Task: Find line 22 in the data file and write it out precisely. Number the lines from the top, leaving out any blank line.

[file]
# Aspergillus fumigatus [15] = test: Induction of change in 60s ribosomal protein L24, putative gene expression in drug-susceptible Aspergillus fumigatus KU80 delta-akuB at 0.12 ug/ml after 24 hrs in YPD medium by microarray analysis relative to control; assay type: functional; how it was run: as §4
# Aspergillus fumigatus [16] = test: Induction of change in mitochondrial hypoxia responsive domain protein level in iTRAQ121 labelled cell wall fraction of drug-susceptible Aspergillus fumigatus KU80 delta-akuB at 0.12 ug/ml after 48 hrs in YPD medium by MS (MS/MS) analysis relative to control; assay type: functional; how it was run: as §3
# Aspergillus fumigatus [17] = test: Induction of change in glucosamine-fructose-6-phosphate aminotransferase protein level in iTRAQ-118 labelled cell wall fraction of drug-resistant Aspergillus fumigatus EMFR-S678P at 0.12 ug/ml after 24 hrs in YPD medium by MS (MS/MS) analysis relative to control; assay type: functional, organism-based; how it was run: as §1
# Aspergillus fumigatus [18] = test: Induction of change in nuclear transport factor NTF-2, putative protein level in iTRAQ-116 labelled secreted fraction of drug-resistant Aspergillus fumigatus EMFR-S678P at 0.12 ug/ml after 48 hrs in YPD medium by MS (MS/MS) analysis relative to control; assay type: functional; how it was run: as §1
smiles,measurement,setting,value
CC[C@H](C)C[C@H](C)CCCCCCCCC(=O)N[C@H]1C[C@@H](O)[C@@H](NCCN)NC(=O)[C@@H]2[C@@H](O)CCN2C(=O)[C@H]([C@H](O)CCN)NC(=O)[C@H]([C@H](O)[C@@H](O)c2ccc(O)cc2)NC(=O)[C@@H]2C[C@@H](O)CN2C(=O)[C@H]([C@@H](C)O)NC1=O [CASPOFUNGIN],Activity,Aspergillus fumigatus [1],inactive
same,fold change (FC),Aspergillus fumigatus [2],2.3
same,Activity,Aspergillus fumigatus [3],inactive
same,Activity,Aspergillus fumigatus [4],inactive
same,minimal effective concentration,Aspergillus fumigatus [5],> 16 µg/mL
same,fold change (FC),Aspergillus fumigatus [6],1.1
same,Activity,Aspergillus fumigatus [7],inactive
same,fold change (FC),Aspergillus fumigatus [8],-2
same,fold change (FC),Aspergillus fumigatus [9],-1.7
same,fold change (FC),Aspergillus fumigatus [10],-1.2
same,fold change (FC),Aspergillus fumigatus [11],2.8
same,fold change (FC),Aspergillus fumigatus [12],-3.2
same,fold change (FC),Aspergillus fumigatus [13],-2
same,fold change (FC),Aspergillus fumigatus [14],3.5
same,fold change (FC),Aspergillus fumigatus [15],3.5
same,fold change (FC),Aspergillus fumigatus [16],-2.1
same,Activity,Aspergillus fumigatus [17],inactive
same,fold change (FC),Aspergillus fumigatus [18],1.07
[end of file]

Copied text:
same,Activity,Aspergillus fumigatus [17],inactive